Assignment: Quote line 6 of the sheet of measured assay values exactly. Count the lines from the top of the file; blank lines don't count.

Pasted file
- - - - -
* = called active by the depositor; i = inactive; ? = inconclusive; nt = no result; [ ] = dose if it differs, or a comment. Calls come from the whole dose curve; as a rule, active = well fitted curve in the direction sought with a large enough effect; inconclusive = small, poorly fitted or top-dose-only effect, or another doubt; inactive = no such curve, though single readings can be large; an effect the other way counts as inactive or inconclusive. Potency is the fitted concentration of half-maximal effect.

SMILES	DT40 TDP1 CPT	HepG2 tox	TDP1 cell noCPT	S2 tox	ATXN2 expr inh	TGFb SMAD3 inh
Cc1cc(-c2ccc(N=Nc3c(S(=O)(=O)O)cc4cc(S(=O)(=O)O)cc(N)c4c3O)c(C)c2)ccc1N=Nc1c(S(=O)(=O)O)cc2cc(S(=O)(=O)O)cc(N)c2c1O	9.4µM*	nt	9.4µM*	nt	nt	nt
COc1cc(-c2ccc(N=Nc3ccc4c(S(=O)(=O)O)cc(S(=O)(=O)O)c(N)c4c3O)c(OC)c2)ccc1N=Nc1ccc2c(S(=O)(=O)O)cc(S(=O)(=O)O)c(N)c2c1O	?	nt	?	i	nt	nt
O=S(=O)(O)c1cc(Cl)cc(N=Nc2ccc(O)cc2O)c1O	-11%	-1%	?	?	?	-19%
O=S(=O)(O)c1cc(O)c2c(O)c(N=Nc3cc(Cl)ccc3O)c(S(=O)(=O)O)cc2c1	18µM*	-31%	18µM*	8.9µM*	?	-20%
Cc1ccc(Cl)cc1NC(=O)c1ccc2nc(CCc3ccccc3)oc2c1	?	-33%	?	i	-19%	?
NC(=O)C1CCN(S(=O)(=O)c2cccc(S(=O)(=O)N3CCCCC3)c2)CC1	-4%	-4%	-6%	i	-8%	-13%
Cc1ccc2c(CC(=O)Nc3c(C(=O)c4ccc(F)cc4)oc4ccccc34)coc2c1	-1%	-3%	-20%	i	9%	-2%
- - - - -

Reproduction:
O=S(=O)(O)c1cc(O)c2c(O)c(N=Nc3cc(Cl)ccc3O)c(S(=O)(=O)O)cc2c1	18µM*	-31%	18µM*	8.9µM*	?	-20%